Obviously the retaining clip doesn’t work so I posted an inquiry on the Brick Board. Art Benstein posted some great pics and it was explained to me that I either needed to weld the end of the rod adjuster to a washer, or flare the end around a tight fitting washer. I chose the later and here’s the result.


I’m hoping that this fix, plus new bushings for the shift levers and a new transmission mount, will solve the shifting problems. Because I don’t need to be stuck in reverse in a parking lot with no way to park.


Troubles with My Tranny

Last night after grocery shopping with the family I discovered a problem with the brick. It started up fine, but when I went to put it in reverse the shift lever went slack. I tried putting it back in Park, but it was stuck in reverse and the shift lever could just bounce back and forth through the range of gears without any resistance. I pulled the parking brake, shut it off and explored under the car.

A rod hung from underneath the shift lever and after a little exploring I saw that it should have been attached to another lever on the transmission. But there was nothing to hold it in place. I was parked over a sewer grate, so if there had been something that fell of it was gone. Luckily I had just thrown a roll of duct tape into the trunk, so I was able to fasten the levers and drive home.

This morning I removed the duct tape, pulled the mechanism and walked to the local hardware store for a retaining ring and washer. The guy in the nuts and bolts section was clueless when I asked for help. He told me they didn’t have retaining rings, but after a short search on my own I found a drawer with plenty.


Reassembly was easy and now it shifts properly. But the whole shift assembly is loose and sloppy, so someday I may have to go in there and swap out some of the bushings. Right now I’m just glad we were able to get home, and the repair only cost $.75 in parts.


New Yokos

yo_avid_h4sI got some nice new Yokohama Avid H4S tires installed this week. My mechanic said that 3 out of 4 of my alloy Virgo rims are bent. I guess 1 straight rim is better than none!


The High Cost of Air Conditioning

After two summers without AC I just couldn’t handle seeing my sweaty, miserable daughters melting in their car seats as we drove 2 hours to Jellystone park to camp. Robert, my occasional mechanic, had quoted $900 to replace the condenser and upgrade to R-134. With Bush’s stimulus check in hand I brought the Brick in for the operation.

Five days later I’m out $1800! Turns out it needed other work in addition to the upgrade. What a surprise. Now we have a new timing belt, new water pump, all new belts, new bushings and the front of the engine is straight and doesn’t squeal. It’s nice to have chilly air and a quieter engine, but DAMN! I probably would have just kept driving w/ the windows open if I’d known I also needed to spend $1000 to just keep the thing on the road. But I guess now the Brick and the family are protected from overheating.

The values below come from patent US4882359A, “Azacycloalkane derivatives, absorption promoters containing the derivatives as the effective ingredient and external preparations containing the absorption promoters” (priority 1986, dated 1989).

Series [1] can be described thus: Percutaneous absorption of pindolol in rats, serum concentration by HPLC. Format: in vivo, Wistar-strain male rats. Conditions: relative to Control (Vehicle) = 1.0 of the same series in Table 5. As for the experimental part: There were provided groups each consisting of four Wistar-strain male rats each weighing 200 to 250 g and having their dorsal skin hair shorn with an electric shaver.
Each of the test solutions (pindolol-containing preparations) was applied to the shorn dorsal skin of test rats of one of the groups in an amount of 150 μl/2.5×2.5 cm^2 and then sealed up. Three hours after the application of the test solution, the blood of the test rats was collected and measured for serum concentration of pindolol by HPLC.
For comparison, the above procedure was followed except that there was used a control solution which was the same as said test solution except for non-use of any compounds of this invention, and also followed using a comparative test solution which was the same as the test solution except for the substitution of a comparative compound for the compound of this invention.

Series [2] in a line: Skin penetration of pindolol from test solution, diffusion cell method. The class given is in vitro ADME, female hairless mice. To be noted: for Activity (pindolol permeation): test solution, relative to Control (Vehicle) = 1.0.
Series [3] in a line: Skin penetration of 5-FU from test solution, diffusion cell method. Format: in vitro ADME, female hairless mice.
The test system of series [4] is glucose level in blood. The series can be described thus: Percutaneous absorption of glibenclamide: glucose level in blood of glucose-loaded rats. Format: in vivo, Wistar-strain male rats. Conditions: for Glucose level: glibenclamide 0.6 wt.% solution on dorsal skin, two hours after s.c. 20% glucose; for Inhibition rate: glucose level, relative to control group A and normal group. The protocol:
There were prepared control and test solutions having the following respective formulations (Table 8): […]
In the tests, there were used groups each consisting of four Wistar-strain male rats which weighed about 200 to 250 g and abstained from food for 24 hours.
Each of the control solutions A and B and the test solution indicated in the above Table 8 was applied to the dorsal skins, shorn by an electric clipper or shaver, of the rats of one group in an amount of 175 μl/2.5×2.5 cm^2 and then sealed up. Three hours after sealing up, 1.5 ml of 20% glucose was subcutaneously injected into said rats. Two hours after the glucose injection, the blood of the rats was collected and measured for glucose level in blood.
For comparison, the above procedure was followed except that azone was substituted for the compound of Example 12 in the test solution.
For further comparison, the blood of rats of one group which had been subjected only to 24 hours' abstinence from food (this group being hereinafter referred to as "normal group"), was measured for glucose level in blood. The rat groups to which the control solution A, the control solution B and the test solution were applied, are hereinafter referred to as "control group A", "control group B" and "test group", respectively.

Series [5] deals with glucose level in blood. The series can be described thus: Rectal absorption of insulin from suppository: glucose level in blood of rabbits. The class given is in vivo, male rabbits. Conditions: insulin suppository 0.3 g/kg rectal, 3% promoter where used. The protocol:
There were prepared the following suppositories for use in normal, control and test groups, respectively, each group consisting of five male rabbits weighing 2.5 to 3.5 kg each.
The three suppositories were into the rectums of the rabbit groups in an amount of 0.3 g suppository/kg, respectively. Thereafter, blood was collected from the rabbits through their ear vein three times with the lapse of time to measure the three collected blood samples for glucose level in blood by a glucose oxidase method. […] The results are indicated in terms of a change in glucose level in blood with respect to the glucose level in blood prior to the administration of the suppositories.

Removing the Rusted Exhaust

Back in November I had a problem starting the Brick. It had been tough to start for about a half year. I changed the plugs, rotor and distributor cap. When that didn’t help I replaced the spark plug wires but it still wouldn’t start. The car was towed and it turned out to be a broken ignition coil.

When I picked it up again it was noticeably louder than before. I looked underneath and it was leaking masive amounts of exhaust. I brought it back and was told that the whole exhaust system, cat back, would need to be replaced, and got an estimate of about $600. No way.

Last weekend I got a $120 Starla system from FCP and installed it at my parents house. It was a pretty easy job, about 3 hours. I wish I’d replaced the catalytic converter also, because it would have made the job a little easier, but would also have raised the price over $300. We’ll see if it passes inspection.

UPDATE April 2008: Didn’t pass inspection. I felt so stupid having to shell out a bunch of cash for the installation of a new cat after having been under the car a few weeks before. But I had no interest in going under there again, and I figured if i got the work done by the place that would redo the inspection I’d be better off.

I’m learning it’s better not to be too frugal. This is the second time I’ve tried to save money by going cheap, ended up getting burned and had to shell out a bunch MORE money to pull myself out of it.